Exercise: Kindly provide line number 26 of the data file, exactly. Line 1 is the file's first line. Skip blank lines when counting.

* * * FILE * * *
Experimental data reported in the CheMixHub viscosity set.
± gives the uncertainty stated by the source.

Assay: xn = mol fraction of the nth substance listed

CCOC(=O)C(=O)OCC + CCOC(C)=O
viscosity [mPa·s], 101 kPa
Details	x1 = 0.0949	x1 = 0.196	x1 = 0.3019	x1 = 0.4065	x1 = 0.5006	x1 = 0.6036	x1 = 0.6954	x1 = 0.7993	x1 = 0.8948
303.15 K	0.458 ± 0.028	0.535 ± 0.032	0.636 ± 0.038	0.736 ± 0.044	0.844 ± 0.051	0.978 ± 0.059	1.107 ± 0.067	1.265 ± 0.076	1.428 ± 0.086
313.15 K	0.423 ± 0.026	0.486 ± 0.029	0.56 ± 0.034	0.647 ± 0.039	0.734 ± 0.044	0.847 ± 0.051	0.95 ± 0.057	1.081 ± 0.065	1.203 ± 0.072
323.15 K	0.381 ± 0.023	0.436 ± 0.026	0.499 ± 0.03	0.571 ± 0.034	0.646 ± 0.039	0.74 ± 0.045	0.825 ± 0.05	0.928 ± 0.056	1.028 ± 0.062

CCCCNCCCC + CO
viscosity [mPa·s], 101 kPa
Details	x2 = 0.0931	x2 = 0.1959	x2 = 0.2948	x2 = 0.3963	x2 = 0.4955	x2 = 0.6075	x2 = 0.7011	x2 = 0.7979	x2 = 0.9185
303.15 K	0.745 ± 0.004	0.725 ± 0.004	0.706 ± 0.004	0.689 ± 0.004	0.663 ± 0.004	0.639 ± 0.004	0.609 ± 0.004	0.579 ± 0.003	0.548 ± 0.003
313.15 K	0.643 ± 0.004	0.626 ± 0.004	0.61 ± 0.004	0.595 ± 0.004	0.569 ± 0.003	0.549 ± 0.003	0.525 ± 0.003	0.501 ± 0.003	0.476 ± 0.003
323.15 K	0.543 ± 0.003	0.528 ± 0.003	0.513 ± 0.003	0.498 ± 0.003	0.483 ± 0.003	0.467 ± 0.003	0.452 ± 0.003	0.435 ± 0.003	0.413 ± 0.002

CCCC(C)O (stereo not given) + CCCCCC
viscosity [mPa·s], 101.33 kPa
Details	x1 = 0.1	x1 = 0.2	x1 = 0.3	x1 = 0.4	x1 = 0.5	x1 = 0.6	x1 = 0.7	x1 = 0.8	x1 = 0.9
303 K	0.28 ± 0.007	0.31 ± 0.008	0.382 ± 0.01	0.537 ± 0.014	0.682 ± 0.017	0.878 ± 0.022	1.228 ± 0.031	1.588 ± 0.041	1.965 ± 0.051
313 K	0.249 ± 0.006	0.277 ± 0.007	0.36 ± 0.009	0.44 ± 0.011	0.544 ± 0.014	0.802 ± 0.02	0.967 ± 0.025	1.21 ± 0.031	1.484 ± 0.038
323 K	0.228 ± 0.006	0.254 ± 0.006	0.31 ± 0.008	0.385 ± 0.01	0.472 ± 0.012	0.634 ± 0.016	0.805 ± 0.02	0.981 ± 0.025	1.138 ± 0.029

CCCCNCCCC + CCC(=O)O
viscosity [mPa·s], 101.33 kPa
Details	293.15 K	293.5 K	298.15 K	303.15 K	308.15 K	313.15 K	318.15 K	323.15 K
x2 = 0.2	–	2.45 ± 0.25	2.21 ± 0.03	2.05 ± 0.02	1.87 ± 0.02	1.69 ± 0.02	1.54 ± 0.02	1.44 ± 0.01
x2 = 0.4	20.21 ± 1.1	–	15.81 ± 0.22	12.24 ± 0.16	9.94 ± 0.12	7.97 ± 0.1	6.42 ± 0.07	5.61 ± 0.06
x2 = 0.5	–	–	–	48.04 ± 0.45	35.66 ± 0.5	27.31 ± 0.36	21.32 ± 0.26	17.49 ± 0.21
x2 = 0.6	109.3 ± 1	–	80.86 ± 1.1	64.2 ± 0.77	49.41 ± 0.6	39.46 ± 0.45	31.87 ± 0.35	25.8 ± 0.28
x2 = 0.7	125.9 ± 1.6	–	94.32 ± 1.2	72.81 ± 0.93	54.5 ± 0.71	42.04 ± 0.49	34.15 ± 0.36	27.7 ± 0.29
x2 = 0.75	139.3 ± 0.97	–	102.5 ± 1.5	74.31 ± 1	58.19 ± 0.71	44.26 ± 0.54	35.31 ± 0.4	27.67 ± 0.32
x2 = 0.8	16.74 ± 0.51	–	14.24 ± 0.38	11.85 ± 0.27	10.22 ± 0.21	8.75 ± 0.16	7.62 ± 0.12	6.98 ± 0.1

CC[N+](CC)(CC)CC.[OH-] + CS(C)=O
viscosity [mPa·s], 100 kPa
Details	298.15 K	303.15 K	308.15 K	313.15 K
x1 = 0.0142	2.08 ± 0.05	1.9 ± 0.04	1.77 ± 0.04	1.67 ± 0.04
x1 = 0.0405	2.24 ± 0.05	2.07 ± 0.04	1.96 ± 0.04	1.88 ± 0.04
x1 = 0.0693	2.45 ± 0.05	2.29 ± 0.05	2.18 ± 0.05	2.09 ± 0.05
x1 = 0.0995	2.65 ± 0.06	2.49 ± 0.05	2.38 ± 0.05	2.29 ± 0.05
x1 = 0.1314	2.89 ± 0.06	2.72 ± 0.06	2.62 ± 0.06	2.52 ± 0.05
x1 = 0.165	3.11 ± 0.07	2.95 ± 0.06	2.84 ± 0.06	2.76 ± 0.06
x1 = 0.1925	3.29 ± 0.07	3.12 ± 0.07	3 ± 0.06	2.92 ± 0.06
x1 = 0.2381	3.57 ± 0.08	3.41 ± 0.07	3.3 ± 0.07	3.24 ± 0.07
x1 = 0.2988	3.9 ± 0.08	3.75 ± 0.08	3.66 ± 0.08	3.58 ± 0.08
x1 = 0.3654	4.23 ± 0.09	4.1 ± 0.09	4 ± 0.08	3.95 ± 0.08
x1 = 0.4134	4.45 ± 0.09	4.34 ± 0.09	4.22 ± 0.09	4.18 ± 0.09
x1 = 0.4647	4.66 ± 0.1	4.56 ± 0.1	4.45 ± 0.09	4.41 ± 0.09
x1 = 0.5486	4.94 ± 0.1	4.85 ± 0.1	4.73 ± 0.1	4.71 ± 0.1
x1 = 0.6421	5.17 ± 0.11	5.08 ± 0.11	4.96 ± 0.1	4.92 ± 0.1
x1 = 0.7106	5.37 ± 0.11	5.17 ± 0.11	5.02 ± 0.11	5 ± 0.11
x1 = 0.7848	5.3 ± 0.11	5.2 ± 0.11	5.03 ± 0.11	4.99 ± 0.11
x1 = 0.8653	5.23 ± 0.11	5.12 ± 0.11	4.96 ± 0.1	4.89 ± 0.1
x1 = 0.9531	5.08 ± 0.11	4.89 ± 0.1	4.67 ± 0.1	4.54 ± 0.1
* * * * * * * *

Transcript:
x2 = 0.4	20.21 ± 1.1	–	15.81 ± 0.22	12.24 ± 0.16	9.94 ± 0.12	7.97 ± 0.1	6.42 ± 0.07	5.61 ± 0.06